I can teach you with a quip, if I've a mind; I can trick you into learning with a laugh; Oh, winnow all my folly and you'll find, A grain or two of truth among the chaff!
(The Yeoman of the Guard ~ Gilbert and Sullivan)

#13    Kowalski

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Posted 24 March 2013 - 01:48 PM

My rule of thumb on ingredients: If I can't pronounce it, it doesn't go in my body! :D


#14    preacherman76

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Posted 24 March 2013 - 01:54 PM

View Postealdwita, on 24 March 2013 - 01:38 PM, said:

One of the joys of owning a small farm with a non-specific rating (growing all sorts of things rather than a single crop), is that all our veg, and most of our fruit is organic(ish), and thanks to one of my tenants having a small accredited herd of Frisians, all our milk is unpasteurised. Our chickens are all free-range (we get the grandchildren searching for eggs in the morning - the hens seem to lay them where they please!) We are lucky enough to have an old-fashioned family butcher in the village for pork, lamb and beef etc, and all our other meat - rabbit, wild boar, game birds and fish is supplied - ahem - (poached!) by 'a man'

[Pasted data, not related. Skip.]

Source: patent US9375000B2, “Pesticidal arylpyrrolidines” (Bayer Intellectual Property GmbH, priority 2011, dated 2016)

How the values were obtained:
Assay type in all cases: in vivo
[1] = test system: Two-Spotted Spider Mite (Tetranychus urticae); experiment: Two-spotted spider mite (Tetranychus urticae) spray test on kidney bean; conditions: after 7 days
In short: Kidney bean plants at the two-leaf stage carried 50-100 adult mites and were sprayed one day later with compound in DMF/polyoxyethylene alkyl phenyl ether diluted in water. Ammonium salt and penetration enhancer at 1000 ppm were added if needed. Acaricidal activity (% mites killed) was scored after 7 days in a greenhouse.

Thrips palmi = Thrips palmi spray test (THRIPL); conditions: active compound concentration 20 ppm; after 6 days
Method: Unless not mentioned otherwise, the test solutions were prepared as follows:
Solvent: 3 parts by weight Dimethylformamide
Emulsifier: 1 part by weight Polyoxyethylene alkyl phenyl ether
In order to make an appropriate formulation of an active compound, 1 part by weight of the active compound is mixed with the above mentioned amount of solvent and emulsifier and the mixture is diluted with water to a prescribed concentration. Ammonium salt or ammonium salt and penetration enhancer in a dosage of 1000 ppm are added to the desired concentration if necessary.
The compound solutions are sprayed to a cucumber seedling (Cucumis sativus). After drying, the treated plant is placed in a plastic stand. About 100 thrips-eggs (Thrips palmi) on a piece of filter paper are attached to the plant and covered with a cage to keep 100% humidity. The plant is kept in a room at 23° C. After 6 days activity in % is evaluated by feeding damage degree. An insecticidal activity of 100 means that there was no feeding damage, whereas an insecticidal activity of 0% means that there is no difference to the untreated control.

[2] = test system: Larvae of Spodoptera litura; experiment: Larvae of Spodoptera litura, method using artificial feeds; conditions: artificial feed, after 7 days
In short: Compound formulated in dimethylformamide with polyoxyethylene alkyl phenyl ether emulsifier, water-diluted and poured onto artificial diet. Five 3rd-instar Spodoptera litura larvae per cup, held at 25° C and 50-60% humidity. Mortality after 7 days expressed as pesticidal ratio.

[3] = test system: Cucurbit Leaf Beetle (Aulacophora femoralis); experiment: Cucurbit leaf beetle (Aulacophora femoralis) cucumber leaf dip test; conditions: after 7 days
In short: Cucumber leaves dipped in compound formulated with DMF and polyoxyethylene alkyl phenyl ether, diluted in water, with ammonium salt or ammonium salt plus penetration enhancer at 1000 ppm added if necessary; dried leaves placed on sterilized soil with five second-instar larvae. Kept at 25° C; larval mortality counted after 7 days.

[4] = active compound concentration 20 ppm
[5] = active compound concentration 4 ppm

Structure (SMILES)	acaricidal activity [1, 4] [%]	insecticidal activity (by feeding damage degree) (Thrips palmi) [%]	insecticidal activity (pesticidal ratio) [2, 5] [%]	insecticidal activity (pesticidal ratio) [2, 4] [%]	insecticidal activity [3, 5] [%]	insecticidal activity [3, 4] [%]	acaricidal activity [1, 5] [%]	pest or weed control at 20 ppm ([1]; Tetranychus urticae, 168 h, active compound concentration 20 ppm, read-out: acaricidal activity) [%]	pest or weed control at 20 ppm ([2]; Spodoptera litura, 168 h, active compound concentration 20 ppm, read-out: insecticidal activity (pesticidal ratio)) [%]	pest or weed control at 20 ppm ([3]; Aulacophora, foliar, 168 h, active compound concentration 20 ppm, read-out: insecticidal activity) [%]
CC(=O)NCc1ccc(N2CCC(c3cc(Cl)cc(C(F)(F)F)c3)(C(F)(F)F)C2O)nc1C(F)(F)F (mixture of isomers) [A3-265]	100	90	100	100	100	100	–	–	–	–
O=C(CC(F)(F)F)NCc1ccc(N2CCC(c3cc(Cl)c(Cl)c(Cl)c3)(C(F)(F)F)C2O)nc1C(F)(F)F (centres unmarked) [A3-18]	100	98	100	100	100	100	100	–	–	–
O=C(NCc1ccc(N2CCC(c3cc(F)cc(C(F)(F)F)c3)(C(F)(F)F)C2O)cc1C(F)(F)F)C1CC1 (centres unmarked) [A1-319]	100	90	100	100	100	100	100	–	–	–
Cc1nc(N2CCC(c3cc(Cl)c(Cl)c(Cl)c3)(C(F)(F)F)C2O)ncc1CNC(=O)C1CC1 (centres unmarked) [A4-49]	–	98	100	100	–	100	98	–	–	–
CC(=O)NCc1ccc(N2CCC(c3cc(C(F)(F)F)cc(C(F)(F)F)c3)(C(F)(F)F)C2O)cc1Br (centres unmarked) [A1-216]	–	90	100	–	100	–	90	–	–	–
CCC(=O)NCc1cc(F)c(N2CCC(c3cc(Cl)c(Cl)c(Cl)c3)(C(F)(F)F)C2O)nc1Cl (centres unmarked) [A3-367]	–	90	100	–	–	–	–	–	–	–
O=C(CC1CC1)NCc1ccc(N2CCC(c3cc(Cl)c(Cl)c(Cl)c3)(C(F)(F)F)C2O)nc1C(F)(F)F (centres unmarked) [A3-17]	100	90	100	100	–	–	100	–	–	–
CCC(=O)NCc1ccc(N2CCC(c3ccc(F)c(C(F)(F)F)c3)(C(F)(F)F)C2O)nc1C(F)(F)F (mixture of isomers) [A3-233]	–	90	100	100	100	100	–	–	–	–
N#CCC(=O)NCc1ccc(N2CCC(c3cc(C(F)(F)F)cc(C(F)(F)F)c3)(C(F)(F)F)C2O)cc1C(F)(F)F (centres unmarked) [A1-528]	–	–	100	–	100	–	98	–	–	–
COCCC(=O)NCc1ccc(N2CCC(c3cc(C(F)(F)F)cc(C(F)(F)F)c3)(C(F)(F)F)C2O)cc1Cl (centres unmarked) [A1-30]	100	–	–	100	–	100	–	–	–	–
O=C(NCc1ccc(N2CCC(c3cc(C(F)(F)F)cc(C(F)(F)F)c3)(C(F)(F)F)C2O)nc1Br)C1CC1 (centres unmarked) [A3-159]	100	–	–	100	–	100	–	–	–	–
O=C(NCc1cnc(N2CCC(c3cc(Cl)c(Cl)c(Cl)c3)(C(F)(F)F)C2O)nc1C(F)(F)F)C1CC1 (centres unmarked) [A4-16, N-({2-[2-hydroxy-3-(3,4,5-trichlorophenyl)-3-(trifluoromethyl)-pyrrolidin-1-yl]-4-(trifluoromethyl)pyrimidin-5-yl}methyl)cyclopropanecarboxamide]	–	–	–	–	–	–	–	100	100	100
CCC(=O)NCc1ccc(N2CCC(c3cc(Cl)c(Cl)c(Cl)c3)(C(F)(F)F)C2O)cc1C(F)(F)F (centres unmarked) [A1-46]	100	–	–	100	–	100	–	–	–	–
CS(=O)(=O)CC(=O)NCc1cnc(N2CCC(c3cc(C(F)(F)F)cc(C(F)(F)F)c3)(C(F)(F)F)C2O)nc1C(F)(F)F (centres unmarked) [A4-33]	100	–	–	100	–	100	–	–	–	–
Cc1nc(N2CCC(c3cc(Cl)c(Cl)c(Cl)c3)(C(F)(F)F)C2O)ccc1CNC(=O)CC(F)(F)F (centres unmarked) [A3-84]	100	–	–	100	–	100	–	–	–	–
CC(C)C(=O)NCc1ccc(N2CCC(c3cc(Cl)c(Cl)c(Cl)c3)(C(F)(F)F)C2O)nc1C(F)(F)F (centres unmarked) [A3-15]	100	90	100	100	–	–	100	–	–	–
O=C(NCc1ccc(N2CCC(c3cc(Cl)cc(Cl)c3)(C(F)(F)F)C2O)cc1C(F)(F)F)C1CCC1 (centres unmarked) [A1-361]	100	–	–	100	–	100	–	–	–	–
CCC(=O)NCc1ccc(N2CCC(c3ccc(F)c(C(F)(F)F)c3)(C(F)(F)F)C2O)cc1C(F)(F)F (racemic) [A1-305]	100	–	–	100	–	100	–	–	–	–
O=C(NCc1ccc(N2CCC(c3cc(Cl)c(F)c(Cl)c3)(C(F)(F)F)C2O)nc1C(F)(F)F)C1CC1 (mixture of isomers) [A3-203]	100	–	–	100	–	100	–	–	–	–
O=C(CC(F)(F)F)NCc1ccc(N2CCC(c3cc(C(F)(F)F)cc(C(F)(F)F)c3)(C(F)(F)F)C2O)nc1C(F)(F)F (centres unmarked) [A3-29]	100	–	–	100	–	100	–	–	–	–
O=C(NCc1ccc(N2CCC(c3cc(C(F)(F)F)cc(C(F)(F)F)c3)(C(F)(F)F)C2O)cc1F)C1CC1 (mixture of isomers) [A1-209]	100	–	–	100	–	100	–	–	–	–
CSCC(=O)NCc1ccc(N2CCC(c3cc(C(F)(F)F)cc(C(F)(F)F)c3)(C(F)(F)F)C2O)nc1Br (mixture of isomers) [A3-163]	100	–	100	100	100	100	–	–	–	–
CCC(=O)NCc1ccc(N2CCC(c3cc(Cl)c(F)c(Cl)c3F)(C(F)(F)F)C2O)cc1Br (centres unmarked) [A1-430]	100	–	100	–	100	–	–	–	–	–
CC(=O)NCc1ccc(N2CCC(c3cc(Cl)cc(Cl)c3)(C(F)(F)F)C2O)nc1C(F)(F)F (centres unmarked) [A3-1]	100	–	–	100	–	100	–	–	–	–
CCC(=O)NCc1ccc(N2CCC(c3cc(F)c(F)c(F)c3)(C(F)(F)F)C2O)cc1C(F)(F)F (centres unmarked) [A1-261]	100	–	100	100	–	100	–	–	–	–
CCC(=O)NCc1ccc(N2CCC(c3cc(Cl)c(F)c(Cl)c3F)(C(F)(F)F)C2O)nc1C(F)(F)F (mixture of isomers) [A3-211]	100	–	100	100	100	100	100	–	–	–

Living off leaves, tubers and pills seems to me to be a very high price to pay for a few extra years of life spent as a dribbling vegetable in front of a TV set in some old folks home!

"A short life and a merry one, old buck"
(Wilfred Owen - 1893-1918)

Oh man, you are living my dream. Id love nothing more then to live on a small farm and raise my own food. Dig a huge pond and raise fish ect ect. That would be great.

Some things are true, even if you dont believe them.

#15    ExpandMyMind

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Posted 24 March 2013 - 02:41 PM

View Postealdwita, on 24 March 2013 - 01:38 PM, said:

One of the joys of owning a small farm with a non-specific rating (growing all sorts of things rather than a single crop), is that all our veg, and most of our fruit is organic(ish), and thanks to one of my tenants having a small accredited herd of Frisians, all our milk is unpasteurised. Our chickens are all free-range (we get the grandchildren searching for eggs in the morning - the hens seem to lay them where they please!) We are lucky enough to have an old-fashioned family butcher in the village for pork, lamb and beef etc, and all our other meat - rabbit, wild boar, game birds and fish is supplied - ahem - (poached!) by 'a man'

Living off leaves, tubers and pills seems to me to be a very high price to pay for a few extra years of life spent as a dribbling vegetable in front of a TV set in some old folks home!

"A short life and a merry one, old buck"
(Wilfred Owen - 1893-1918)

Is unpasteurised milk not dangerous?